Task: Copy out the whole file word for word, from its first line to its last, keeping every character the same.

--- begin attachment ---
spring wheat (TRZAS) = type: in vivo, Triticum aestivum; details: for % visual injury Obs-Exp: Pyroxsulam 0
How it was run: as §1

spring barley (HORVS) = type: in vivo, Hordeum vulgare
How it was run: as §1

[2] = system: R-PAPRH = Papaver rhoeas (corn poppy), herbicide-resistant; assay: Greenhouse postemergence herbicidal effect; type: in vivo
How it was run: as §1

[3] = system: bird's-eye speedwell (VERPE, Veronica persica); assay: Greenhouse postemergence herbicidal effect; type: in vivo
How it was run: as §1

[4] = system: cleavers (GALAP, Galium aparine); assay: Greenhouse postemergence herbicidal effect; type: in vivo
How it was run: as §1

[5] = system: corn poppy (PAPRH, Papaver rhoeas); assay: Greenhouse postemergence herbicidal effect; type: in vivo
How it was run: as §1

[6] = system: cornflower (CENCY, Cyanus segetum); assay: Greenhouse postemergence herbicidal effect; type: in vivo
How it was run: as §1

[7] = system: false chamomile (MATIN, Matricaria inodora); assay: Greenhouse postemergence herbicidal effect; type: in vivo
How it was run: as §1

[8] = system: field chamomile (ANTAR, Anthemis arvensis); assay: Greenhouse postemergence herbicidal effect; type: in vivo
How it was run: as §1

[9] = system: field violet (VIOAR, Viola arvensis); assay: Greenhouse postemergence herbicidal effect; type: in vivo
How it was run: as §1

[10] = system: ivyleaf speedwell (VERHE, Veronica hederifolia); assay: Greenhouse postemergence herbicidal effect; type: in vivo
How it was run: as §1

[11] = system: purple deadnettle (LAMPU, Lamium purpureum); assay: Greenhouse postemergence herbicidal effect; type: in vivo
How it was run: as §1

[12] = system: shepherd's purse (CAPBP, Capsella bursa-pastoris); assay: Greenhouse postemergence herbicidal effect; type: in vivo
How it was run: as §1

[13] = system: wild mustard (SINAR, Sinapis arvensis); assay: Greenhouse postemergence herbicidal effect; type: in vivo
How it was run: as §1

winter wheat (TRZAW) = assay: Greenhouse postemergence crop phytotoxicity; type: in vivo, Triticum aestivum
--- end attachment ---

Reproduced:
spring wheat (TRZAS) = type: in vivo, Triticum aestivum; details: for % visual injury Obs-Exp: Pyroxsulam 0
How it was run: as §1

spring barley (HORVS) = type: in vivo, Hordeum vulgare
How it was run: as §1

[2] = system: R-PAPRH = Papaver rhoeas (corn poppy), herbicide-resistant; assay: Greenhouse postemergence herbicidal effect; type: in vivo
How it was run: as §1

[3] = system: bird's-eye speedwell (VERPE, Veronica persica); assay: Greenhouse postemergence herbicidal effect; type: in vivo
How it was run: as §1

[4] = system: cleavers (GALAP, Galium aparine); assay: Greenhouse postemergence herbicidal effect; type: in vivo
How it was run: as §1

[5] = system: corn poppy (PAPRH, Papaver rhoeas); assay: Greenhouse postemergence herbicidal effect; type: in vivo
How it was run: as §1

[6] = system: cornflower (CENCY, Cyanus segetum); assay: Greenhouse postemergence herbicidal effect; type: in vivo
How it was run: as §1

[7] = system: false chamomile (MATIN, Matricaria inodora); assay: Greenhouse postemergence herbicidal effect; type: in vivo
How it was run: as §1

[8] = system: field chamomile (ANTAR, Anthemis arvensis); assay: Greenhouse postemergence herbicidal effect; type: in vivo
How it was run: as §1

[9] = system: field violet (VIOAR, Viola arvensis); assay: Greenhouse postemergence herbicidal effect; type: in vivo
How it was run: as §1

[10] = system: ivyleaf speedwell (VERHE, Veronica hederifolia); assay: Greenhouse postemergence herbicidal effect; type: in vivo
How it was run: as §1

[11] = system: purple deadnettle (LAMPU, Lamium purpureum); assay: Greenhouse postemergence herbicidal effect; type: in vivo
How it was run: as §1

[12] = system: shepherd's purse (CAPBP, Capsella bursa-pastoris); assay: Greenhouse postemergence herbicidal effect; type: in vivo
How it was run: as §1

[13] = system: wild mustard (SINAR, Sinapis arvensis); assay: Greenhouse postemergence herbicidal effect; type: in vivo
How it was run: as §1

winter wheat (TRZAW) = assay: Greenhouse postemergence crop phytotoxicity; type: in vivo, Triticum aestivum